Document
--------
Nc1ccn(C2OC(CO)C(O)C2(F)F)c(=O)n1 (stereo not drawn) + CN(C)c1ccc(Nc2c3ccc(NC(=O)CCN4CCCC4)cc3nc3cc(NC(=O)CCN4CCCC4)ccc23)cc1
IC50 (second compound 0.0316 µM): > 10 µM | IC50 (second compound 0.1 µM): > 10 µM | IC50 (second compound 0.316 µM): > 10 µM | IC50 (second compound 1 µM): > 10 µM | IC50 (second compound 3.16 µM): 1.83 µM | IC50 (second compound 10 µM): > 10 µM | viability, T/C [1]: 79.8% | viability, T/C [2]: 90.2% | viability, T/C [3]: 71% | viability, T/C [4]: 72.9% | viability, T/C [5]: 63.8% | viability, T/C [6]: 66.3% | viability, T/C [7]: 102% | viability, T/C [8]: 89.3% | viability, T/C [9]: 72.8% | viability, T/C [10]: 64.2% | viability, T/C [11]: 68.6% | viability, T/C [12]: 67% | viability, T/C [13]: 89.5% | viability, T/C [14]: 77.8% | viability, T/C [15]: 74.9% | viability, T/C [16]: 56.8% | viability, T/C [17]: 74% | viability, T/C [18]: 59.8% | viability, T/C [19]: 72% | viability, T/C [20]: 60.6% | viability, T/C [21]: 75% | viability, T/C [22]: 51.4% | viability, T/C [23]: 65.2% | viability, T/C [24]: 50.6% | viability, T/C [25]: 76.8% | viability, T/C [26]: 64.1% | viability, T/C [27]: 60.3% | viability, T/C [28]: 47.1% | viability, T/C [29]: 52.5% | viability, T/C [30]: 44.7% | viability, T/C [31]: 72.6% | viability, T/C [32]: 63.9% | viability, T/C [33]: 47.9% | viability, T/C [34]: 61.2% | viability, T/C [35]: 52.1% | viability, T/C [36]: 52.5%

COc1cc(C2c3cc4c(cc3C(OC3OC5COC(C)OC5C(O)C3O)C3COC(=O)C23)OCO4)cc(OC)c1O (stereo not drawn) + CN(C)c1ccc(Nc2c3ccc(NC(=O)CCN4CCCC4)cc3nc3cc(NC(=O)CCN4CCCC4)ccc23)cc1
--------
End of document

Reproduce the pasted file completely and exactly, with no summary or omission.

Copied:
Nc1ccn(C2OC(CO)C(O)C2(F)F)c(=O)n1 (stereo not drawn) + CN(C)c1ccc(Nc2c3ccc(NC(=O)CCN4CCCC4)cc3nc3cc(NC(=O)CCN4CCCC4)ccc23)cc1
IC50 (second compound 0.0316 µM): > 10 µM | IC50 (second compound 0.1 µM): > 10 µM | IC50 (second compound 0.316 µM): > 10 µM | IC50 (second compound 1 µM): > 10 µM | IC50 (second compound 3.16 µM): 1.83 µM | IC50 (second compound 10 µM): > 10 µM | viability, T/C [1]: 79.8% | viability, T/C [2]: 90.2% | viability, T/C [3]: 71% | viability, T/C [4]: 72.9% | viability, T/C [5]: 63.8% | viability, T/C [6]: 66.3% | viability, T/C [7]: 102% | viability, T/C [8]: 89.3% | viability, T/C [9]: 72.8% | viability, T/C [10]: 64.2% | viability, T/C [11]: 68.6% | viability, T/C [12]: 67% | viability, T/C [13]: 89.5% | viability, T/C [14]: 77.8% | viability, T/C [15]: 74.9% | viability, T/C [16]: 56.8% | viability, T/C [17]: 74% | viability, T/C [18]: 59.8% | viability, T/C [19]: 72% | viability, T/C [20]: 60.6% | viability, T/C [21]: 75% | viability, T/C [22]: 51.4% | viability, T/C [23]: 65.2% | viability, T/C [24]: 50.6% | viability, T/C [25]: 76.8% | viability, T/C [26]: 64.1% | viability, T/C [27]: 60.3% | viability, T/C [28]: 47.1% | viability, T/C [29]: 52.5% | viability, T/C [30]: 44.7% | viability, T/C [31]: 72.6% | viability, T/C [32]: 63.9% | viability, T/C [33]: 47.9% | viability, T/C [34]: 61.2% | viability, T/C [35]: 52.1% | viability, T/C [36]: 52.5%

COc1cc(C2c3cc4c(cc3C(OC3OC5COC(C)OC5C(O)C3O)C3COC(=O)C23)OCO4)cc(OC)c1O (stereo not drawn) + CN(C)c1ccc(Nc2c3ccc(NC(=O)CCN4CCCC4)cc3nc3cc(NC(=O)CCN4CCCC4)ccc23)cc1